My name is Denise Krämer and I’m working for the Student Services of the University of Brighton for four weeks. In a series of three posts I wanted to show you what it is like working and studying in Germany compared to England. This is the last post to this topic. I really hope you enjoyed reading this. Finally there are some things, which I feel are important to mention. Here is more about student life and working besides your studies:

As a normal student, you have to earn money, as long as you don’t have parents to ‘pay you’.

Many of my friends who graduated with me went to a normal University, just like the University of Brighton. In Germany we don’t pay as much as you do in England for our studies. In addition German students still get child benefit during their studies from the state, about 140€ per month, that’s definitely not enough to pay the rent for a flat and for food. There are some other government benefits you can apply for – German bureaucracy, such a very boring topic to talk about.

Students in Germany don’t have the certificates I talked about above. Jobs where you don’t need them are few, so what are ‘typical student jobs’?

The huge wave of refugees in Germany made me aware of one thing: If you don’t speak German in Germany, you’re lost. Not literally lost, but many co-workers in German offices like the National Employment Agency refuse to speak English even though they’re able to. Don’t be upset about it, it is just them sticking to rules caring about themselves, because they would be bothered if they tell you something wrong and they end up at court. If you’re trapped in German bureaucracy, having loads and loads of forms to fill in, there are many people able to help you.

Due to the fact that every child in Germany has to learn English at some point at school, most of Germans are able to help you, even if you’re not able to speak more than “Guten Tag”, “Sauerkraut” and “Tschüss”. Ask fellow students or student services for help! Or you can just ask someone in your surroundings to help you. Germans are too polite to say no. They usually try their best to help anyone, even if they don’t know how to do it themselves.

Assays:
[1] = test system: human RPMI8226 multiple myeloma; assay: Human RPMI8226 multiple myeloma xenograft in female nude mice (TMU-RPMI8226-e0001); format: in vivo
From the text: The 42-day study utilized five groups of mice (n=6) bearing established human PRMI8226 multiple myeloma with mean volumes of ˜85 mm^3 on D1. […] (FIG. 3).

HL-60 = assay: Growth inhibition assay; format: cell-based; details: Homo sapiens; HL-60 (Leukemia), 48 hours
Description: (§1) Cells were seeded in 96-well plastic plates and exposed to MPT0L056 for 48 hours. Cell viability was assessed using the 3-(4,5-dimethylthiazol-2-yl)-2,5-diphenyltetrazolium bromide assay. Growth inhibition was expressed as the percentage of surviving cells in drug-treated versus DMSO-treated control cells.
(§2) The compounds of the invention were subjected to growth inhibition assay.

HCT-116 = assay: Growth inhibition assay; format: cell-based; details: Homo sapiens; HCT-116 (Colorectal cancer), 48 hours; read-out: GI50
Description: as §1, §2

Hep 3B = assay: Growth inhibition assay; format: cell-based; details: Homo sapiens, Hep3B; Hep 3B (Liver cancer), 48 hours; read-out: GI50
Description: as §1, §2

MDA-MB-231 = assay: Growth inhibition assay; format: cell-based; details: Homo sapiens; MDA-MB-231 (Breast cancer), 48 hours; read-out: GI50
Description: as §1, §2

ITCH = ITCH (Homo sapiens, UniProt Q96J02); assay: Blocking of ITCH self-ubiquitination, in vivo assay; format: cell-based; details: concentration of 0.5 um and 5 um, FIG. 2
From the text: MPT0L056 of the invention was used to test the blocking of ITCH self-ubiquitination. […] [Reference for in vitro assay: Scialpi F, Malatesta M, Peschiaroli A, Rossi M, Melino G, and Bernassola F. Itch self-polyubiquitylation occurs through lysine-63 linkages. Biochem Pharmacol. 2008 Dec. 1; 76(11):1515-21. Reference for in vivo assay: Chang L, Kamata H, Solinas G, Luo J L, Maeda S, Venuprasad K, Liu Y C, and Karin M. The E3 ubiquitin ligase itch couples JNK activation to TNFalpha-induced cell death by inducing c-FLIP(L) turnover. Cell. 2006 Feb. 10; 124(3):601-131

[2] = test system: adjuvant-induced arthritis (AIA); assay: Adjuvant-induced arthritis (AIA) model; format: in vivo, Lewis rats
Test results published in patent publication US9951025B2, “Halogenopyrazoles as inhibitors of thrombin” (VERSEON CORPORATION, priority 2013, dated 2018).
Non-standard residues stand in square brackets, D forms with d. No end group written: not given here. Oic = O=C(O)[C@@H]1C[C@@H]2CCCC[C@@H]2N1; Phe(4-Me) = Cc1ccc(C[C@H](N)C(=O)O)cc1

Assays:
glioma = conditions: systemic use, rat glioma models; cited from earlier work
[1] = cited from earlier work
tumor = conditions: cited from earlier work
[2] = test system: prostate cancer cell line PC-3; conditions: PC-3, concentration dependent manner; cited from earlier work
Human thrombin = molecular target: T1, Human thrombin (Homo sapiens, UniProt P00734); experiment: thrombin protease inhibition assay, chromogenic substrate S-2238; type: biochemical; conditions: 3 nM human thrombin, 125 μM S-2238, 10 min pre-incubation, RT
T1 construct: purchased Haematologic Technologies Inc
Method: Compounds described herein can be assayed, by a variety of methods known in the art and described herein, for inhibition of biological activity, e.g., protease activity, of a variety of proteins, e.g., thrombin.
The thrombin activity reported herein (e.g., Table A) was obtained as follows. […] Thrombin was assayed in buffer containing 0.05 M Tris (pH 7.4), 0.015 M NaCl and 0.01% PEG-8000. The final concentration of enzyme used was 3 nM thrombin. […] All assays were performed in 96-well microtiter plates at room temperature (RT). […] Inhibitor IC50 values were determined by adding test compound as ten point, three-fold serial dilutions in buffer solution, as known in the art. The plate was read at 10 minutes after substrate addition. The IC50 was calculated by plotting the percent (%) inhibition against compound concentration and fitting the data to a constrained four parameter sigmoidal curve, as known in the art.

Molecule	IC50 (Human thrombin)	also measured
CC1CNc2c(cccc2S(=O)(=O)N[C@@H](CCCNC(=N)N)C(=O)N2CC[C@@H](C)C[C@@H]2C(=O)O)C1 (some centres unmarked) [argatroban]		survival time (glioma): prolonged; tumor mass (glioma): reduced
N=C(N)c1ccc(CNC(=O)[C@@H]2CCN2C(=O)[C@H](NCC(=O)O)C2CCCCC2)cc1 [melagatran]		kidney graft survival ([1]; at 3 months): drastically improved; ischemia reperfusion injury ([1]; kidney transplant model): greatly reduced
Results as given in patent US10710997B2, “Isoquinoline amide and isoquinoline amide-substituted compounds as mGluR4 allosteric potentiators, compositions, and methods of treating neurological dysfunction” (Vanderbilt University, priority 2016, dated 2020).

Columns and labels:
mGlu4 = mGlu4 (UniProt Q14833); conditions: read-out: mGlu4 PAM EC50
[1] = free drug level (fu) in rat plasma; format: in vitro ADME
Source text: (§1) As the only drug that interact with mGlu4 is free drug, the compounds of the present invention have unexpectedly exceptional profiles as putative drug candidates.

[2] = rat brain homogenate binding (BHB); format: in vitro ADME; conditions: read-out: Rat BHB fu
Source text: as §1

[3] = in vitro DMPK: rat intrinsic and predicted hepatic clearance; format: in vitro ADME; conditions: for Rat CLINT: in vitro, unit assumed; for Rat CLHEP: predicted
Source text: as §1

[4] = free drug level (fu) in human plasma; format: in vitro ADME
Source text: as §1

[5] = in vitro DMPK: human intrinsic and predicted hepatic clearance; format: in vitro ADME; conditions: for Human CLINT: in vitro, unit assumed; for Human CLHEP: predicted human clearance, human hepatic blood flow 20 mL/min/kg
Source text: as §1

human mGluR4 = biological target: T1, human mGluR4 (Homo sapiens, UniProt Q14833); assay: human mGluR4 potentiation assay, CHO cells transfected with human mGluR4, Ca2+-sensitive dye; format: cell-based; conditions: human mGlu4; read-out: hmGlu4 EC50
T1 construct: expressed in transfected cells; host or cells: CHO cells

Most students, that includes international students, work in small jobs. That means they work 10-25 hours a week, fitted with their lectures and tests. Those jobs are for example: waiter / waitress, barkeeper or cleaner. Like here in England you can even work at University for some Student Services or the library, but those jobs are few. Since 2015 in Germany we have a minimum wage of 8, 50€ per hour, so you don’t have to worry about earning too little. Therefore I think especially for international students there are many opportunities to work in Germany, if your background fits with the purpose. Some companies or offices do have vacancies to offer students. Ask for help at the student services of your German University – they usually can give you way better advice than I could.

Independence is the keyword, especially for me. As a 3-year-intern I’ll constantly get to know new people in my office. I’m expected to introduce myself what seems to be not very common here in England. If I don’t walk up to the people in the team I’m with for a certain period, I seem to be impolite. If I don’t ask for work, I seem to be lazy and not interested.

I work in a public service where everybody has a pretty secure job and needs to behave very badly to lose it. But those who refuse to work, who don’t introduce themselves and ask what has to be done, are left out. For reason, I think. Co-workers wouldn’t ask them if they have lunch together; or to work more. Everybody stands for him- / herself. In the free market economy those wouldn’t survive a day. It’s very rare that this happens, because I think everybody wants to help the team getting the work done. Working hand in hand for a certain purpose is a great way of getting to know each other and making friends with your colleagues.

Nevertheless independency is even more important if you come to Germany as an international student. The step travelling to a foreign country proves a slightly bit of independency; living there and participating in a job does even more!

I’m telling you this because work is something really important if you want to meet people, maybe in a certain context. If employers don’t hire you because your German is ‘too bad’, try to find some voluntary work. That will help you in any way you can even think about. You will improve your German, meet people, get tips about what to do, etc.!

My tip for you if you want to live, study and particularly work in Germany or any other foreign country: Show who you are, where you come from and how you manage certain things.

Most people are curious to get to know more about you and your home country. If you tell them about yourself and your way of working they can sort you out. They will help you with accustoming yourself to the new rules step by step. Germans make great friends, once someone told me. So go, make friends and you’ll always be welcome!

Thank you for paying your attention to my posts.

If you have any further questions about something mentioned in my articles, feel free to contact me via Facebook. I welcome any comments or thoughts!